By the end of the 1990s Chisholm’s health was fading and he returned to Australia. He was born with an enzyme deficiency (Alpha-1 Anti-Trypsin) which affected his lungs.
After nearly two years on a waiting list, in March 2003 Chisholm received a bilateral lung transplant at St Vincent’s Public Hospital in Darlinghurst, Sydney, thanks to the Federal Government’s transplant program and the country’s organ donation system.
From 2000-2007 he was a Director of the Victor Chang Cardiac Research Institute and was appointed a Life Governor in December 2003.
In 2004 he was inducted into Australian television’s Hall of Fame and awarded a Gold Logie.
In 2005 he received an Honorary Doctorate from the Queensland University of Technology.
Also, in 2005 he received the International Honour for Excellence award from the International Broadcasting Commission.
In 2007 he joined the board of the Chris O’Brien Lifehouse cancer treatment centre and was its chairman from 2009 to 2012.
From 2009 to 2012 he was Chairman of the Australian Organ and Tissue Donation and Transplant Authority.
In 2013 he was appointed an Order of Australia (AO), for service to medical research and health organisations in Australia as a corporate leader and through fundraising.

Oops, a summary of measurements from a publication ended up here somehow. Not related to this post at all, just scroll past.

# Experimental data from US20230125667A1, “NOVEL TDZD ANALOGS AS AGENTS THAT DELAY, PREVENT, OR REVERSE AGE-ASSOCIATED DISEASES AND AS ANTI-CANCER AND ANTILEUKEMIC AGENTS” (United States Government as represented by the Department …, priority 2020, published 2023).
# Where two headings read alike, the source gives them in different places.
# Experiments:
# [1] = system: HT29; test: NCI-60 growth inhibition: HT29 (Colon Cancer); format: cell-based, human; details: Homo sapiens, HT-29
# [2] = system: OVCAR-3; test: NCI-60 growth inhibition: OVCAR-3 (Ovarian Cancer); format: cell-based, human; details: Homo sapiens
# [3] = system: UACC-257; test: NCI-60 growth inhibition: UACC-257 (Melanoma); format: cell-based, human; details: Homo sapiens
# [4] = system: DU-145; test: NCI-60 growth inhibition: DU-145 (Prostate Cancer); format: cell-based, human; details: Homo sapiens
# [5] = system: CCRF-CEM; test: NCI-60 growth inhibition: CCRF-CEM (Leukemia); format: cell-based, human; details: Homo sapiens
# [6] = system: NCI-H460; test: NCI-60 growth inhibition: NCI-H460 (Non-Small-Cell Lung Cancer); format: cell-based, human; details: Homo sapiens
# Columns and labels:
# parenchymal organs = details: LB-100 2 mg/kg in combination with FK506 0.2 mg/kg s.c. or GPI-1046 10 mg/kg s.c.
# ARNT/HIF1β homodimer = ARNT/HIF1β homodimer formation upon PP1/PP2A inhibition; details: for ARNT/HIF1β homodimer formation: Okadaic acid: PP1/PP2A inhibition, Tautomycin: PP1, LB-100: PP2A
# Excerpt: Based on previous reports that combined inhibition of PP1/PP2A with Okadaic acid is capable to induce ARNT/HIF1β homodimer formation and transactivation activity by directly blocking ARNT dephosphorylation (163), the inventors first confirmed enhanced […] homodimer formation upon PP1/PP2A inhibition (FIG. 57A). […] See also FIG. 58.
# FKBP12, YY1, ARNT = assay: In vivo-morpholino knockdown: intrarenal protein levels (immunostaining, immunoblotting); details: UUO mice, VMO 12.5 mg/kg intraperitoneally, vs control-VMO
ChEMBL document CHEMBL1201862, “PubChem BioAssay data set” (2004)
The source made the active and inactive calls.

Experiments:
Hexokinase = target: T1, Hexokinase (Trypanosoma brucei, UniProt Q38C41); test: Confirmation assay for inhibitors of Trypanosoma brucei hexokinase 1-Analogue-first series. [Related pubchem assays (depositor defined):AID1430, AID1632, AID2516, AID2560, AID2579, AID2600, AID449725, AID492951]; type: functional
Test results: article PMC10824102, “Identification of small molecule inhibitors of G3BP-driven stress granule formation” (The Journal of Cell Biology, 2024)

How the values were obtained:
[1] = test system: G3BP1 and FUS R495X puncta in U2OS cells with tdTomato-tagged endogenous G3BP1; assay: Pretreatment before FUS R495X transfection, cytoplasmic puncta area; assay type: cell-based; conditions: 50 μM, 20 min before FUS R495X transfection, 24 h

Sam Chisholm passed away peacefully on the evening of Monday July 9, 2018, at the Sydney Adventist Hospital in Wahroonga with his wife Sue and his daughter, Caroline, from his first marriage, by his side.
The Sydney Morning Herald: Sam Chisholm, the former CEO of the Nine Network in Australia and Sky Television in the UK, has died. He was 78 years old, reports Michael Idato.
Chisholm passed away on Monday evening at the Sydney Adventist Hospital in Wahroonga, following a short illness.
His wife Sue and his daughter Caroline, from his first marriage to Ronda Chisholm, were by his side.
During his tenure at Nine in the 1970s and 1980s it was confirmed as Australia’s most successful network in both audience and revenue terms.
It is no coincidence that many in the next generation of Australia’s television executives – Nine’s Michael Healy and Foxtel’s Ross Crowley and Fleur Fahey, among many others – were professionally baptised at Nine under Chisholm’s reign.
Crowley, who is Chisholm’s nephew, said Sam would be remembered “for his relentless passion for his work and for life, and his enthusiasm at the prospect of new experiences and new ideas.
“He probably clashed most with people whom he thought didn’t share that. But as he himself would say, I’m often wrong, but never in doubt,” Crowley said.